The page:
News Column

Heritage tourism contributes to the economy

May 23, 2014

By Dennis Seid, Northeast Mississippi Daily Journal, Tupelo

May 23--TUPELO -- Heritage tourism -- also called cultural tourism -- has plenty of potential for Northeast Mississippi.

Phil Walker of the Walker Collaborative in Nashville has worked with the Mississippi Hills National Heritage Area to develop a plan to attract more visitors to the region.

The MHNHA covers all of 19 counties and parts of 11 others most in the northeast part of the state. The designated area bordered by Tennessee, Alabama, Interstate 55 and U.S. Highway 14.

Heritage tourism, Walker explained, "is a strategy in which a site, community or region pursues historic preservation, tourism and economic development by determining interpretive themes, identifying cultural resources tied to the themes, preserving and enhancing the cultural resources and enhancing tourism 'infrastructure.'"

For the Mississippi HIlls NHA, the focus is on Native American heritage, African-American heritage, the Civil War and the arts (music and literature).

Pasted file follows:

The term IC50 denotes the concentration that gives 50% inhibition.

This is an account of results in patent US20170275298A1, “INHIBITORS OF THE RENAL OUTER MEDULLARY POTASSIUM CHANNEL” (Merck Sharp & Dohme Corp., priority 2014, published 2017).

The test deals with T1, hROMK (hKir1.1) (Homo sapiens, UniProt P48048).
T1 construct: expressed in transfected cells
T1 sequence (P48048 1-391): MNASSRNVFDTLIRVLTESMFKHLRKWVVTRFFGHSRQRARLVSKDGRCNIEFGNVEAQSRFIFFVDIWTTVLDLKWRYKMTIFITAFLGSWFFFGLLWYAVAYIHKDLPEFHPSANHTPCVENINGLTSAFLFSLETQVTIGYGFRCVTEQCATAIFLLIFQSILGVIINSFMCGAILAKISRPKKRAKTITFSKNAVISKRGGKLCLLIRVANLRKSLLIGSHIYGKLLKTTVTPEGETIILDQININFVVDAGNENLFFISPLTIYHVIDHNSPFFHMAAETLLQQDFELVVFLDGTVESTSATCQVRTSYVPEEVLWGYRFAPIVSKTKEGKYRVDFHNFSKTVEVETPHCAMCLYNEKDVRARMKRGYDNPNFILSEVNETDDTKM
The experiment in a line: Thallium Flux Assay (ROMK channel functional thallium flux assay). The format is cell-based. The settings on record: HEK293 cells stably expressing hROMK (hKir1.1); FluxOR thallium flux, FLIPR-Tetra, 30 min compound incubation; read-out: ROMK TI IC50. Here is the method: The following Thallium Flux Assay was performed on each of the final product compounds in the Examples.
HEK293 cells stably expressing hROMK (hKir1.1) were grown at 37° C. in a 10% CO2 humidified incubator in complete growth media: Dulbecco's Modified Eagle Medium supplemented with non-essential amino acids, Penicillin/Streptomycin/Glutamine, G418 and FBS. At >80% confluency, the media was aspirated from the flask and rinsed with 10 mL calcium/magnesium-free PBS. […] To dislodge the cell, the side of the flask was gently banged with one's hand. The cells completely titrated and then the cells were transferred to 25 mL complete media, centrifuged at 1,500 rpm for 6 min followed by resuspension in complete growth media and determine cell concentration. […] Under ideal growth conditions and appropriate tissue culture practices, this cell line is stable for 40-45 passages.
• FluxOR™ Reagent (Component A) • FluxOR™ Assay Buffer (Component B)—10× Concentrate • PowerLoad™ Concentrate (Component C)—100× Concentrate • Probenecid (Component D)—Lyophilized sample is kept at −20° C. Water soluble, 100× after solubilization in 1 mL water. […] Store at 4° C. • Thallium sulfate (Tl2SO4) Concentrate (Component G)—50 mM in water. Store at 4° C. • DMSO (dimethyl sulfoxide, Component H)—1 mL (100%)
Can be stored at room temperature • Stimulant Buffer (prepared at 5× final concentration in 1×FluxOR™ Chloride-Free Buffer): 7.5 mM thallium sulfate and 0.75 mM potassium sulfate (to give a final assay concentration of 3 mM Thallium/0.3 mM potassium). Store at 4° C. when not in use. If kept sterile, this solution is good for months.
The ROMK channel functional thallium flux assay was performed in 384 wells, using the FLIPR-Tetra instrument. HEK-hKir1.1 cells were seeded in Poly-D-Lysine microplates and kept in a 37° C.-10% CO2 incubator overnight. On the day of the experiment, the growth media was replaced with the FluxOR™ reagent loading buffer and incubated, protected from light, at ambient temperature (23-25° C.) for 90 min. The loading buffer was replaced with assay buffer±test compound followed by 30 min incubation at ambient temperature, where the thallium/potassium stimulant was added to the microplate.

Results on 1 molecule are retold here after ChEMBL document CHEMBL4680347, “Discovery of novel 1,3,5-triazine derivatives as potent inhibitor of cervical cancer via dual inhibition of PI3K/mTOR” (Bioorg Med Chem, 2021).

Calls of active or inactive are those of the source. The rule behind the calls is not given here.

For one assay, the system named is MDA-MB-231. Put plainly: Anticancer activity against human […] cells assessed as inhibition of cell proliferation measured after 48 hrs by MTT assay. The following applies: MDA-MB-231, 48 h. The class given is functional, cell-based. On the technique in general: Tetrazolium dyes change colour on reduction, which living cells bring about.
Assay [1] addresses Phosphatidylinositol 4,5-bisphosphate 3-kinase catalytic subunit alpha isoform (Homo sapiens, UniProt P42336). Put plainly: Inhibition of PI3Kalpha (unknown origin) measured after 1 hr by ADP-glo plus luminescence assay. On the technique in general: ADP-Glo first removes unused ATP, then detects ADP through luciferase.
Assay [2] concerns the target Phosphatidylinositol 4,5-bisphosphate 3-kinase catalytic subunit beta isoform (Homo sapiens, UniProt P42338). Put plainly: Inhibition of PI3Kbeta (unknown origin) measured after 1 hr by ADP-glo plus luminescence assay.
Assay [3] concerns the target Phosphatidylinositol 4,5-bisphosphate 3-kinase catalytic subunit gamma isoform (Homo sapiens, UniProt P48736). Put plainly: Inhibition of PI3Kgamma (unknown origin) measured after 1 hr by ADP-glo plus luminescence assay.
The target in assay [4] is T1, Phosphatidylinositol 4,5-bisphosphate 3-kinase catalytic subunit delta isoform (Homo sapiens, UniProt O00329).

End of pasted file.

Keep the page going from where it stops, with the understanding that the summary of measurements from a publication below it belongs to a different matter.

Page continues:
By working with communities within the MHNHA and developing a plan together, the region can tap into the interests of heritage tourists who also happen to have deeper pockets.

"Heritage tourists spend about five nights per trip, compared to three nights for other tourists," Walker said. "In addition, they spend about $62 a day more than other tourists."

Heritage tourists spend about $688 per trip, while other tourists spend about $425.

And while manufacturing is the second-largest employment sector in the MHNHA, tourism is among the region's fastest-growing sectors, Walker said. From 2001-2011, overall employment in the region dropped 8.3 percent, while tourism-related jobs -- lodging and food service -- grew by nearly 68 percent.

Walker said the region's tourism market base is "highly dispersed," with only 13 percent of the heritage tourists originating from within the region. International tourists make up 5 percent of the tourists, and up to 30 percent come from other areas of the South.

Music heritage sites and events attract more affluent, international and "big-city" visitors; antebellum home tours attract more regional visitors; and literary heritage sites and events attract more Southerners and students, Walker added.

The Mississippi Hills National Heritage Alliance has the potential to attract up to about 90,000 additional visitors by 2017 for museums in the region and about 40,000 additional visitors to historic sites.

Festivals and events also have big growth potential, with the audience expected to grow by 1.2 million people.

"Heritage tourism has the potential to become one of the primary sectors for the Northeast Mississippi economy," Walker said. "Success with heritage tourism will require strong local commitment with a regional mentality."


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Source: Northeast Mississippi Daily Journal (Tupelo)

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